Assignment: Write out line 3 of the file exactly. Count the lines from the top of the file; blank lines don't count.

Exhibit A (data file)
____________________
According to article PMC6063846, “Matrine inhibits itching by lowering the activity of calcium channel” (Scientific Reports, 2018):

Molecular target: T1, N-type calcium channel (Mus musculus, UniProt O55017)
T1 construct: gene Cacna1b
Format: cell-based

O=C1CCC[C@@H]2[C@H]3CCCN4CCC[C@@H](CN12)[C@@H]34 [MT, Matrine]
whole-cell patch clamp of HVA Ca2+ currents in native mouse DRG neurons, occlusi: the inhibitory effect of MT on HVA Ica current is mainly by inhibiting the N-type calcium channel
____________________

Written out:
T1 construct: gene Cacna1b